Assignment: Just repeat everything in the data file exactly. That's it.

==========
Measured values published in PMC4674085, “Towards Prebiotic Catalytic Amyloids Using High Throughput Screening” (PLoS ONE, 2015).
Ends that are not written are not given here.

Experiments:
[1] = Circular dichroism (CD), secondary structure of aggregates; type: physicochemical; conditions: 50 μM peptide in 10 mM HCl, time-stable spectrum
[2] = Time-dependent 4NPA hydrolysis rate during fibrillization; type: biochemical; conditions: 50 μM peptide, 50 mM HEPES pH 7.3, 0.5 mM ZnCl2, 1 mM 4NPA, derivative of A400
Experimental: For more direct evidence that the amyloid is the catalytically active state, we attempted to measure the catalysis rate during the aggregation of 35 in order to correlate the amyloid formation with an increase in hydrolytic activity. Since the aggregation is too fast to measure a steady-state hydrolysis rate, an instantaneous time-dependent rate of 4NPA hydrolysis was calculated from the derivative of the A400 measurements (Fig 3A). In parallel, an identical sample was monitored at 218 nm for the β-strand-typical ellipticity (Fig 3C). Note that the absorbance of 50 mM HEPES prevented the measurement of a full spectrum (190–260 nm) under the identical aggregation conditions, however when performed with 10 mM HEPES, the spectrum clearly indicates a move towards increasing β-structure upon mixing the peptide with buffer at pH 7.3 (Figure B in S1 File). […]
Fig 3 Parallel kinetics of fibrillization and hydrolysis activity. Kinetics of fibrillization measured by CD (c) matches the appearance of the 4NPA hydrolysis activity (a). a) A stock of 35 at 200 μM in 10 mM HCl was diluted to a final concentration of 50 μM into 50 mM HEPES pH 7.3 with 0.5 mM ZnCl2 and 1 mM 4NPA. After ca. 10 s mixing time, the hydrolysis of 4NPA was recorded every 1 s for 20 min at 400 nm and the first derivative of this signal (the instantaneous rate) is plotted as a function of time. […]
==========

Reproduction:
Measured values published in PMC4674085, “Towards Prebiotic Catalytic Amyloids Using High Throughput Screening” (PLoS ONE, 2015).
Ends that are not written are not given here.

Experiments:
[1] = Circular dichroism (CD), secondary structure of aggregates; type: physicochemical; conditions: 50 μM peptide in 10 mM HCl, time-stable spectrum
[2] = Time-dependent 4NPA hydrolysis rate during fibrillization; type: biochemical; conditions: 50 μM peptide, 50 mM HEPES pH 7.3, 0.5 mM ZnCl2, 1 mM 4NPA, derivative of A400
Experimental: For more direct evidence that the amyloid is the catalytically active state, we attempted to measure the catalysis rate during the aggregation of 35 in order to correlate the amyloid formation with an increase in hydrolytic activity. Since the aggregation is too fast to measure a steady-state hydrolysis rate, an instantaneous time-dependent rate of 4NPA hydrolysis was calculated from the derivative of the A400 measurements (Fig 3A). In parallel, an identical sample was monitored at 218 nm for the β-strand-typical ellipticity (Fig 3C). Note that the absorbance of 50 mM HEPES prevented the measurement of a full spectrum (190–260 nm) under the identical aggregation conditions, however when performed with 10 mM HEPES, the spectrum clearly indicates a move towards increasing β-structure upon mixing the peptide with buffer at pH 7.3 (Figure B in S1 File). […]
Fig 3 Parallel kinetics of fibrillization and hydrolysis activity. Kinetics of fibrillization measured by CD (c) matches the appearance of the 4NPA hydrolysis activity (a). a) A stock of 35 at 200 μM in 10 mM HCl was diluted to a final concentration of 50 μM into 50 mM HEPES pH 7.3 with 0.5 mM ZnCl2 and 1 mM 4NPA. After ca. 10 s mixing time, the hydrolysis of 4NPA was recorded every 1 s for 20 min at 400 nm and the first derivative of this signal (the instantaneous rate) is plotted as a function of time. […]